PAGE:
The Spectator

I loved a man. But our affair was nasty, brutish and short. Copious weeping was my un-tart retort. All that’s left of him is a stained T-shirt. I must rid my mind of him now. That’s long overdue. But how? These three books seem to present three answers. I’ve been wonkily underlining whole paragraphs and brooding over what to do.

Nowadays, if you admit to being heartbroken after the fact you’re treated as a malingerer. So I very much appreciated Giulia Sissa’s Jealousy: A Forbidden Passion — a scholarly defence of indulging your violent fury. In the age of Tinder, your next paramour is but a thumb-swipe away, so the attitude is: ‘They don’t love you. Why would you care? It’s all in your head. It’s all in your past. It’s always your problem. Enough!’ I agree with Sissa. We women ‘do not like being treated like an interchangeable, meaningless, replaceable presence’, and it’s OK to feel green about it.

But I am confused by how much emphasis she places on Medea, who, according to myth, helped Jason slay the Minotaur, only to be abandoned by the ungrateful wretch when he took a fancy to another woman. In response, Medea slaughtered all their children. This might signify much for what Sissa calls our ‘erotic dignity’; but when seeking to prove that jealousy is not ‘the most obscene emotion of all’, Medea is an odd choice of heroine.

So I dispensed with the idea of becoming homicidally jealous and turned instead to Stephen Fineman’s Revenge: A Short Enquiry into Retribution, in which he argues, very persuasively, that revenge is a dish we really should serve — whether cold, hot or as a lukewarm canapé. ‘Our compulsion to avenge a wrongdoing is among the most primal of human urges,’ he explains. ‘Getting even shows there is a price to pay.’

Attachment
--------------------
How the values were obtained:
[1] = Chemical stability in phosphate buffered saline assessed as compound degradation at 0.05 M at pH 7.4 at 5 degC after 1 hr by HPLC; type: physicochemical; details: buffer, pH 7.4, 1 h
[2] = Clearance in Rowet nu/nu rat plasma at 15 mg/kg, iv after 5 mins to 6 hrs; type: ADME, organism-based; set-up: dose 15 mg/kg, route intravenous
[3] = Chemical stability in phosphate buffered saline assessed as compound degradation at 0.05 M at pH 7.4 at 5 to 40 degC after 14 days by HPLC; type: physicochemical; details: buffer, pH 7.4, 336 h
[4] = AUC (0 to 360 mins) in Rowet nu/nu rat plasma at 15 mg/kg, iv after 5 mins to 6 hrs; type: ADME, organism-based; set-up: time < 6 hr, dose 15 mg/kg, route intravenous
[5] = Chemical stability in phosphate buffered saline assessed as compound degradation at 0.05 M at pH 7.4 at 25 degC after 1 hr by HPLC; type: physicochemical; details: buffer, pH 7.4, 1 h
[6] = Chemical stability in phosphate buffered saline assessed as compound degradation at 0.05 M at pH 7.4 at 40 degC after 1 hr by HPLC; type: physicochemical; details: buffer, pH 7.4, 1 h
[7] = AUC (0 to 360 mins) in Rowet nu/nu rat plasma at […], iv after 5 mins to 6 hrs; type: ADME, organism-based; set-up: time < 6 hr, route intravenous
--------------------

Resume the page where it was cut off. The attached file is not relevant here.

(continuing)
I raced through this book, cackling — and relishing in particular the pages pointing out how, throughout history, and still in some areas of the world, mine is the sex that has been persistently maltreated and oppressed and that it’s jolly nice finally to be getting our own back. Fineman points out that wartime rapes have barely been prosecuted and refers to honour killings today. I suspect he is itching to write a fresh chapter on how Harvey Weinstein finally got his just deserts thanks to the #metoo brigade.

Fineman seems quite a fan of vigilante justice — as long as the target is indisputably guilty. He doesn’t understand why we should get screwed over again and again without doing anything about it. ‘Turning the other cheek,’ he observes, ‘is simply an invitation to be slapped again.’ He gives voice to all the waiters who avow they are not ‘robots to respond to finger clicks’ and lament of their customers: ‘I wouldn’t treat a dog, the way they treat us.’

He adds: ‘Minor acts of sabotage can bring relief from intrinsically alienating or monotonous work.’ I have known that pleasure. So I adored, above all, Fineman’s air hostesses, who break wind in the direction of obnoxious passengers, redirect all their luggage to, say, Tokyo, and when asked by a man to smile, say they’ll smile if he will too. When he does, they shoot back: ‘Now freeze and hold that for 15 hours.’ The customer is not always right. When he’s vile he should get his comeuppance.

But not all revenge is quite so righteous. Sometimes it’s just vicariously amusing. ‘Never wrong a writer,’ Fineman advises. ‘They get their revenge in print.’ (A statement that may send a shiver down my true love’s spine.) Take Norman Mailer, who so despised his third wife, Jeanne Campbell, he had her double strangled and thrown off a tenth-floor balcony in An American Dream. Campbell dubbed this light fictionalisation of their unhappiness together ‘the hate book of all time’.

‘Mailer’s venom is palpable,’ Fineman concludes. ‘But it is trounced by Ernest Hemingway.’ When Papa’s third wife, Martha Gellhorn, walked out (wondering why she should ‘be a footnote to somebody else’s life’) he retaliated by writing a poem to her vagina, likening ‘said organ to the crumpled neck of an old hot-water bottle’. Then, in a short story called ‘It was Very Cold in England’, ‘a Hemingway-like character compares the sexual performance of a Gellhorn-like character to a washed-up mine that had failed to detonate’.